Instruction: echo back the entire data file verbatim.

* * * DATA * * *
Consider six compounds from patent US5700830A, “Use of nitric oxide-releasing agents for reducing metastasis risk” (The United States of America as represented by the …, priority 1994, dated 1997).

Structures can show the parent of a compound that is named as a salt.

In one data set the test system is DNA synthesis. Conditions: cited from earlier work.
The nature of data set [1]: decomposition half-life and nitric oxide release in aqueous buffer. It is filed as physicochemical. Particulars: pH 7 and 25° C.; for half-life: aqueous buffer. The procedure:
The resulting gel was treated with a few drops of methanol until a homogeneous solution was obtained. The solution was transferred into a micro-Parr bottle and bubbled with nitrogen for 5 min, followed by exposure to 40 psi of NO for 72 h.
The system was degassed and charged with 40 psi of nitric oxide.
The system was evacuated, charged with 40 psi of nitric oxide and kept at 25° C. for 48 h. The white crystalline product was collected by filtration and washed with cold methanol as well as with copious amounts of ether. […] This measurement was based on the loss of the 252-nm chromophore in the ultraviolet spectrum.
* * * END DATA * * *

Consider six compounds from patent US5700830A, “Use of nitric oxide-releasing agents for reducing metastasis risk” (The United States of America as represented by the …, priority 1994, dated 1997).

Structures can show the parent of a compound that is named as a salt.

In one data set the test system is DNA synthesis. Conditions: cited from earlier work.
The nature of data set [1]: decomposition half-life and nitric oxide release in aqueous buffer. It is filed as physicochemical. Particulars: pH 7 and 25° C.; for half-life: aqueous buffer. The procedure:
The resulting gel was treated with a few drops of methanol until a homogeneous solution was obtained. The solution was transferred into a micro-Parr bottle and bubbled with nitrogen for 5 min, followed by exposure to 40 psi of NO for 72 h.
The system was degassed and charged with 40 psi of nitric oxide.
The system was evacuated, charged with 40 psi of nitric oxide and kept at 25° C. for 48 h. The white crystalline product was collected by filtration and washed with cold methanol as well as with copious amounts of ether. […] This measurement was based on the loss of the 252-nm chromophore in the ultraviolet spectrum.